A small but influential group of Patterson people has formed to battle Gerry Kamilos' plan for a business park at the nearby Crows Landing air base with a rail link to the Port of Oakland.
"There will be a lot of money to be made by Kamilos if he can railroad this through, all at the expense of the West Side," reads a portion of the group's newly created Web site.
Its home page shows a circle with a line slashing over a picture of a train, with the words "the greatest threat to Patterson in its history."
Kamilos on Tuesday invited all input, including from critics, about his hopes of turning the former 1,527-acre air base into a 4,560-acre industrial center.
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The West Side-Patterson Alliance for Community and Environment, or WS-PACE, will collect signatures at the Patterson Apricot Fiesta this weekend, said spokesman Ron Swift, former publisher of the Patterson Irrigator.
"We're asking people to sign a petition showing their dissatisfaction with the plan," he said.
Kamilos' company, PCCP West Park, is three months into an exclusive yearlong period of negotiations with Stanislaus County leaders for a development master plan.
The first quarterly report is scheduled to go before Stanislaus County supervisors on Tuesday. WS-PACE members say they will introduce themselves at a Patterson City Council meeting the same day. The group plans to hold another public meeting in the council's chamber a week later.
The group has met informally every week for six weeks. No chairman has been named, though Carolyn Harr and Burta Herger have agreed to serve as secretary and treasurer, respectively. Other members include former Mayor David Keller, West Side activist and Modesto Bee community columnist Claude Delphia, former Postmaster Sandy McDowell and farmer Ed Maring.
Swift said the group's members may establish a political action committee, enabling them to contribute to candidates or causes opposing Kamilos' plan, or supporting those fighting him.
"We know we don't have the same firepower and funding as Kamilos," McDowell said.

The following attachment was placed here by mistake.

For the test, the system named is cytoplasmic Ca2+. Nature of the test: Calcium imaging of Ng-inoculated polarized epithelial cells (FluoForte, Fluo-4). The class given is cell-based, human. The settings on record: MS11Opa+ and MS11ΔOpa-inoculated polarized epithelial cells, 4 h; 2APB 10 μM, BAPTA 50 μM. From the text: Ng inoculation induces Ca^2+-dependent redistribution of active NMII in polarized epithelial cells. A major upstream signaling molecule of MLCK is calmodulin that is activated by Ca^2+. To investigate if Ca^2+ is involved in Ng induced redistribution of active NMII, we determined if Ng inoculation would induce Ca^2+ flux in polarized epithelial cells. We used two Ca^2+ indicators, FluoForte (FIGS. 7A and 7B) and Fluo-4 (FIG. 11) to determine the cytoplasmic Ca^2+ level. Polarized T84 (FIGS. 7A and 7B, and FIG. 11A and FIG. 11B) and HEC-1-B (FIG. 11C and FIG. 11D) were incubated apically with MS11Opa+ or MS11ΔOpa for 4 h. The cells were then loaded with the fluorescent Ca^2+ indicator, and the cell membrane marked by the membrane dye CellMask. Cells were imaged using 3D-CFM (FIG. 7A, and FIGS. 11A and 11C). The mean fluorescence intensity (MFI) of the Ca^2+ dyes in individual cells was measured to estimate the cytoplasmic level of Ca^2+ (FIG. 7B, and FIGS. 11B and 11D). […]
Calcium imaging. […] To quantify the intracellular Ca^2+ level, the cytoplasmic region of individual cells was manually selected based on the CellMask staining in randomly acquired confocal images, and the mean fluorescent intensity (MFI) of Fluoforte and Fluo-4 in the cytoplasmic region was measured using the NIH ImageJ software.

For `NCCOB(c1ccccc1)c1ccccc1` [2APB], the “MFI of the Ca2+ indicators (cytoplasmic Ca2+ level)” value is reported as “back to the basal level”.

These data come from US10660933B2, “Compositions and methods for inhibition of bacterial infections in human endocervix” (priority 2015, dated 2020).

Delphia added: "But we are not without resources. The feeling (among West Siders) is so strong, we'll not have trouble raising money."
Throngs of West Side residents had come out against the Kamilos plan before county supervisors in late February selected it over a competing proposal by the son of businessman and former presidential candidate H. Ross Perot.
WS-PACE members said they would be mollified if Kamilos would limit his development to the 1,527-acre air base, as first envisioned by county officials, and turn away from the rail component. They predict disruptive congestion from long trains passing through the city.
"(Kamilos') information has alarmed us," Swift said.
The development would be about the size of Patterson and Newman combined, noted the group, whose members met Tuesday with The Bee's Editorial Board.
WS-PACE members say the plan would gobble up prime farmland and create more air pollution.
"This will impact us probably more than anything has impacted the West Side," Swift said.
In another Tuesday meeting with The Bee, Kamilos emphasized that his plan does not include building homes.
"We have made a commitment; we are focused on jobs," he said. "We do not have a housing component."
Patterson City Council members two weeks ago said city staff will not cooperate with Kamilos by providing technical information unless he personally meets with the council. On Tuesday, Kamilos said he's eager to accept but has yet to receive an invitation.
As for the new group, Kamilos said, "We're actually encouraged. Whenever you get a group together in a forum to have more discussion, and both are willing to educate themselves on the issues, we see it as a positive for both sides."
A county staff report on his project, to be presented Tuesday, features a schedule for accomplishing key tasks, Kamilos said. They include completion of studies on traffic, water, sewage and drainage, as well as a market analysis, prediction of economic benefits to the community and an overall master plan.
"I'm convinced more than ever that all infrastructure issues can be resolved," Kamilos said.
Town hall meetings inviting public feedback will be scheduled around the county, including the West Side, during the summer, Kamilos said.
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Bee staff writer Garth Stapley can be reached at email@example.com or 578-2390.